These trends aren’t caused by changes in our willingness to report crime to the police. We see an even more significant decline in violent crime in data derived from surveys asking people whether they’ve been the victims of certain crimes over the past year. The National Crime Victimization Survey reports that the rate of violent victimizations has declined by 67 percent since 1993. This reflects a 70 percent decline in rape and sexual assault; a 66 percent decline in robbery; a 77 percent decline in aggravated assault; and a 64 percent decline in simple assault. This survey has nothing to say about the decline in homicide, for obvious reasons.

    http://www.nytimes.com/2014/09/17/upshot/perceptions-havent-caught-up-to-decline-in-crime.html

    • Michael LaBossiere said, on September 22, 2014 at 3:33 pm

      I support reducing violence even more.

      • T. J. Babson said, on September 22, 2014 at 6:44 pm

        Especially if it helps Dems.

        • Michael LaBossiere said, on September 24, 2014 at 10:55 am

          I’m not in it for party advancement. Factions are useful for preventing a monopoly on power, but they need to cooperate enough for society to function.

        • T. J. Babson said, on September 24, 2014 at 11:21 am

          “I’m not in it for party advancement.”

          Then you should see it for the nonsense that it is. Do you really believe that universities are hotbeds of sexual assault?

          • Michael LaBossiere said, on September 24, 2014 at 1:58 pm

            On the one hand, the evidence seems to show that the extreme statistics are unfounded. On the other hand, assault does occur and it is reasonable to take steps to reduce the chances of it happening. As with all societal ills, it is a matter of calculation: is the cost of the proposal to counter it worth it in terms of the likely results? Cost is not just a matter of money-it also includes time, unintended (or intended) bad consequences (like innocent people being railroaded).

          • T. J. Babson said, on September 24, 2014 at 2:53 pm

            Time and energy are limited, so one must prioritize. Given all of the problems facing higher education, do you think prioritizing sexual assault, which has dropped precipitously over the past 20 years, makes sense?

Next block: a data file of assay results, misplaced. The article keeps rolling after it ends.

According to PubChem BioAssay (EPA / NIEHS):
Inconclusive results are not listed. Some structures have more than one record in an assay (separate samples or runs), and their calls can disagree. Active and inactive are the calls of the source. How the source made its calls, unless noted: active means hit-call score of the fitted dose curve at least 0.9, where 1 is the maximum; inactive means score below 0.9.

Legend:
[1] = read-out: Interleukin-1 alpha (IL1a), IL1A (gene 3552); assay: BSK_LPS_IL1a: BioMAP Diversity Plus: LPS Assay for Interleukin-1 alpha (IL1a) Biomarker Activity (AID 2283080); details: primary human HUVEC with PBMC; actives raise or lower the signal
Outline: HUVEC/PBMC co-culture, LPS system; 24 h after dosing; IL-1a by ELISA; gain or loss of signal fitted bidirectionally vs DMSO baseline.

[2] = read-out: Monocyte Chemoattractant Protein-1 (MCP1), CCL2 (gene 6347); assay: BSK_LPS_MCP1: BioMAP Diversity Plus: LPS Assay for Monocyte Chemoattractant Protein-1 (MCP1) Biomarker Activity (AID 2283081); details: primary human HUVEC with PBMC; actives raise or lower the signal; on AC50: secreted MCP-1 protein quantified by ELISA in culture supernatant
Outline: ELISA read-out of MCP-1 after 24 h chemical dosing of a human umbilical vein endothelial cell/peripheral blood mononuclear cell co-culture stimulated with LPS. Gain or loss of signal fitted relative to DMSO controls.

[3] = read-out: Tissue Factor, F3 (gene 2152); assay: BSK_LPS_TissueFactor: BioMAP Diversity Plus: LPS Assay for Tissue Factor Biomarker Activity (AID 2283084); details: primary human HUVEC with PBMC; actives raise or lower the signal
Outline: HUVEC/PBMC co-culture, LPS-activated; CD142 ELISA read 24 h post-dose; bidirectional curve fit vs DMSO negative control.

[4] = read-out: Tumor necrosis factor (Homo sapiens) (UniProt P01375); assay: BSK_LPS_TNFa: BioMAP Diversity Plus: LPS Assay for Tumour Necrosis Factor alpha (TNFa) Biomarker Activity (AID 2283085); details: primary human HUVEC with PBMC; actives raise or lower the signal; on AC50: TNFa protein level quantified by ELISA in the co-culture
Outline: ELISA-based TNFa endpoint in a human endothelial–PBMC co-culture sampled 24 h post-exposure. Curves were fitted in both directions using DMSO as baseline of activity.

• Michael LaBossiere said, on September 25, 2014 at 4:12 pm

              To say that it should not be prioritized would be to draw accusations of misogyny. However, my general principle is that the resources expended to counter and evil should be proportional to the harm of the evil (in terms of numbers of victims, magnitude, etc.). So, if the response is appropriate to the evil, then the response is the correct choice.

              I suspect that people can address sexual assault without doing so at the expense of other priorities. Also, if students are working on this, that is certainly time better spent than if they were drinking, playing video games or Facebooking.

    • Anonymous said, on October 7, 2014 at 2:05 pm

      TJ,

      Charles Murray says that putting more people in jail reduced crime.

      http://www.aei-ideas.org/2011/12/keep-locking-em-up/

      In the link Murray shows a graph that demonstrates the inverse proportions between crime and punishment.

      I agree. It’s a sad commentary but I think it’s true. It’s been a liberal meme since I can remember, that putting people in jail does nothing to stop crime. I think they’re living in a fantasy land.

      Magus

      • Michael LaBossiere said, on October 9, 2014 at 4:10 pm

        Putting people in jail does prevent the people in jail from committing crimes outside of jail. So, it does something to reduce some crime. Just putting people in jail tends to lock them into the path of crime, perhaps creating more crime than alternative approaches would.

  3. magus71 said, on September 22, 2014 at 2:46 pm

    I have had 5 sexual assault training blocks in the last 5 months in the Army. But no one in my office knows how to properly “load” and use a military radio. I can’t make this stuff up. In other words, everyone in my office gets training on what they already knew before they came in the Army–rape is bad. They get almost no training in an essential war-fighting skill.

  4. ajmacdonaldjr said, on September 23, 2014 at 7:04 pm

  5. T. J. Babson said, on September 26, 2014 at 9:39 pm

    Mike, I seem to remember you predicted this months ago.

    https://play.google.com/store/apps/details?id=com.good2go

    • TJB said, on October 9, 2014 at 10:37 pm

      Removed from the App Store. Too controversial.

      • Michael LaBossiere said, on October 10, 2014 at 11:57 am

        I predict that a new one will appear soon, perhaps created by a university as part of their branding and marketing.

    • T. J. Babson said, on September 30, 2014 at 10:54 am

      I wish I could write half as well as she does.

      • magus71 said, on September 30, 2014 at 11:25 am

        Her style reminds me of Ralph Peters older stuff.

    • Michael LaBossiere said, on September 30, 2014 at 4:12 pm

      I agree with Paglia on two points:
      1. Crime should be handled by the police, not college tribunals.
      2. The mainstream contemporary concept of evil is fundamentally flawed and shallow.